Earning an additional degree also helps you obtain experience in a specialized field such as videography or art curation. While an online photography degree remains a good starting point, a master's degree takes your knowledge to the next level. Most colleges require their photography professors to obtain this advanced degree.

Accreditation for Photography Bachelor's Programs

When it comes to applying for an online photography degree, accreditation is key. Unfortunately, unaccredited online colleges prey on individuals and charge expensive fees for invalid degrees. The National Association of Schools of Art and Design exists as the leading accrediting agency for photography programs. If your desired college doesn't possess accreditation for its photography program, make sure it holds either regional or national accreditation. Both expensive and affordable schools can obtain either regional or national accreditation. The U.S. Department of Education grants certificates to private agencies with regional or national accreditation.

If a school boasts regional accreditation, it means the institution received the honor from an agency that only accredits schools in a specific region. Colleges and universities with national accreditation receive accreditation from agencies with certification to evaluate schools across America. Schools with regional accreditation are more prestigious than schools with national accreditation, and their credits maintain a high transfer success rate.

Photography Professional Organizations

Your education shouldn't stop after you submit your last online photography degree assignment. Continue to look for ways to gain more knowledge. The photography industry constantly evolves, so professionals should evolve, too. Professional organizations provide photographers with a network of colleagues who often exchange tips and share news with one another. Most of these organizations also provide members with tools, such as resource libraries and webinars.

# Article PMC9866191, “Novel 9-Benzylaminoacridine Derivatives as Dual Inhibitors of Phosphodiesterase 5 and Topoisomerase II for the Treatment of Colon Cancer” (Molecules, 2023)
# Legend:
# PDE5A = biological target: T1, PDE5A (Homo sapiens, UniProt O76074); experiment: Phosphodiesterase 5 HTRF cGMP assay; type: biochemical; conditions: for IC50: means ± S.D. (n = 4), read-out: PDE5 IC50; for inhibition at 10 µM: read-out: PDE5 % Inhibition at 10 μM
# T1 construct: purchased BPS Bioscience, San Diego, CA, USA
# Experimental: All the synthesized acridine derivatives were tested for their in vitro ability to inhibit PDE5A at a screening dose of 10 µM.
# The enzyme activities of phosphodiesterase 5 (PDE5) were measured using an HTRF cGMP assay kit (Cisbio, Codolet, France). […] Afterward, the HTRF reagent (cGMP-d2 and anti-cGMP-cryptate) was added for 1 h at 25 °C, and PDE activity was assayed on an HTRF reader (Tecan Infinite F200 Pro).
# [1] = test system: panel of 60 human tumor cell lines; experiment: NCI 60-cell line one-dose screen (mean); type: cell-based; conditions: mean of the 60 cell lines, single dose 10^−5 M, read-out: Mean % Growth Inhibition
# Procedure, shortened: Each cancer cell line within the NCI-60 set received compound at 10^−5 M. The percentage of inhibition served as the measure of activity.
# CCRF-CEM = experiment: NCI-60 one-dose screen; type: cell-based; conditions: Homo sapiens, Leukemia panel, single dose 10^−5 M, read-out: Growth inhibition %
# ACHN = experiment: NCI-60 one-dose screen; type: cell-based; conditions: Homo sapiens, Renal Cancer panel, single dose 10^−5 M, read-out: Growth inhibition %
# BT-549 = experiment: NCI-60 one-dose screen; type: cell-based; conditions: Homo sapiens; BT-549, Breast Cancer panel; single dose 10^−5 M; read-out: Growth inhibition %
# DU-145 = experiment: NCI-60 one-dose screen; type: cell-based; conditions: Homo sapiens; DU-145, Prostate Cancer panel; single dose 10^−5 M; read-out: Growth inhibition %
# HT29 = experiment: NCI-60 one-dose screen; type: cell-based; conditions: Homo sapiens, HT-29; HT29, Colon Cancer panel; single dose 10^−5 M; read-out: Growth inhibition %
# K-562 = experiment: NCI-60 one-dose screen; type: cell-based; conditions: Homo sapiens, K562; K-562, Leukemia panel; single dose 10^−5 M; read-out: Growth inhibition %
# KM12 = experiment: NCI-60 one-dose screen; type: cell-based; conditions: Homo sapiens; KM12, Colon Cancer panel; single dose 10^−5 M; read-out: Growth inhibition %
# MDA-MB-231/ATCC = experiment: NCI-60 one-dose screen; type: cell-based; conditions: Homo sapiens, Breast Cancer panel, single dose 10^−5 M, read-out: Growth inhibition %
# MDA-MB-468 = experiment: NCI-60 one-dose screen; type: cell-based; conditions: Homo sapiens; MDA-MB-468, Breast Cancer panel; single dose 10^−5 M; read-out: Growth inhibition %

American Photographic Artists
APA provides members with affordable professional insurance plans, discounts on photography software, and a media card that expedites the airport check-in service process and provides a discount on excess baggage. This organization also connects members with potential clients.


American Society of Media Professionals
ASMP promotes photographers' rights, produces business publications for photographers, and connects clients with member photographers. Members must adhere to the organization's code of ethics, which aims to protect the industry's integrity. Join your local chapter to unlock all the benefits and meet talented photographers.


Professional Photographers of America
This organization aims to provide photographers with tools to increase their earnings. Members can take advantage of educational resources such as webinars and software discounts. PPA also offers an extensive list of insurance plans for member photographers. This large organization boasts a network of 30,000 creative members in more than 50 countries.